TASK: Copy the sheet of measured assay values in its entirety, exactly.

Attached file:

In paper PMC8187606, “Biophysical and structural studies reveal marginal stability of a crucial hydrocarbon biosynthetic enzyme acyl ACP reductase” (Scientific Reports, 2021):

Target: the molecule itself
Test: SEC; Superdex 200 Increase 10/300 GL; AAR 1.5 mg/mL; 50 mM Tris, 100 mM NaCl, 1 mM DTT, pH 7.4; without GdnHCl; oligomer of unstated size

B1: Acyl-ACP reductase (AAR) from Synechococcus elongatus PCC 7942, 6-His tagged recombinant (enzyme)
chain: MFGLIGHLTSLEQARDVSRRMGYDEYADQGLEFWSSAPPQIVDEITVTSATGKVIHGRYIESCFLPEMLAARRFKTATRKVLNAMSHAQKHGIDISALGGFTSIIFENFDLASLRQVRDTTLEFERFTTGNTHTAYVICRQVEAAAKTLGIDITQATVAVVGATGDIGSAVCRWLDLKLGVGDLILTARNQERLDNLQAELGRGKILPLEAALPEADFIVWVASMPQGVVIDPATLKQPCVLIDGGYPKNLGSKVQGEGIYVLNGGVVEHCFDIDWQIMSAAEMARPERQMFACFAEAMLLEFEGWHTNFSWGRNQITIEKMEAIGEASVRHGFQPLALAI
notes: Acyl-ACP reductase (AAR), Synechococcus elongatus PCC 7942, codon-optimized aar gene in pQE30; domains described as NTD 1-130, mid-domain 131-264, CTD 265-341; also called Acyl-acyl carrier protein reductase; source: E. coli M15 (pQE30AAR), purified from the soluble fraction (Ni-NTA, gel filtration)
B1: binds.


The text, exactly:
In paper PMC8187606, “Biophysical and structural studies reveal marginal stability of a crucial hydrocarbon biosynthetic enzyme acyl ACP reductase” (Scientific Reports, 2021):

Target: the molecule itself
Test: SEC; Superdex 200 Increase 10/300 GL; AAR 1.5 mg/mL; 50 mM Tris, 100 mM NaCl, 1 mM DTT, pH 7.4; without GdnHCl; oligomer of unstated size

B1: Acyl-ACP reductase (AAR) from Synechococcus elongatus PCC 7942, 6-His tagged recombinant (enzyme)
chain: MFGLIGHLTSLEQARDVSRRMGYDEYADQGLEFWSSAPPQIVDEITVTSATGKVIHGRYIESCFLPEMLAARRFKTATRKVLNAMSHAQKHGIDISALGGFTSIIFENFDLASLRQVRDTTLEFERFTTGNTHTAYVICRQVEAAAKTLGIDITQATVAVVGATGDIGSAVCRWLDLKLGVGDLILTARNQERLDNLQAELGRGKILPLEAALPEADFIVWVASMPQGVVIDPATLKQPCVLIDGGYPKNLGSKVQGEGIYVLNGGVVEHCFDIDWQIMSAAEMARPERQMFACFAEAMLLEFEGWHTNFSWGRNQITIEKMEAIGEASVRHGFQPLALAI
notes: Acyl-ACP reductase (AAR), Synechococcus elongatus PCC 7942, codon-optimized aar gene in pQE30; domains described as NTD 1-130, mid-domain 131-264, CTD 265-341; also called Acyl-acyl carrier protein reductase; source: E. coli M15 (pQE30AAR), purified from the soluble fraction (Ni-NTA, gel filtration)
B1: binds.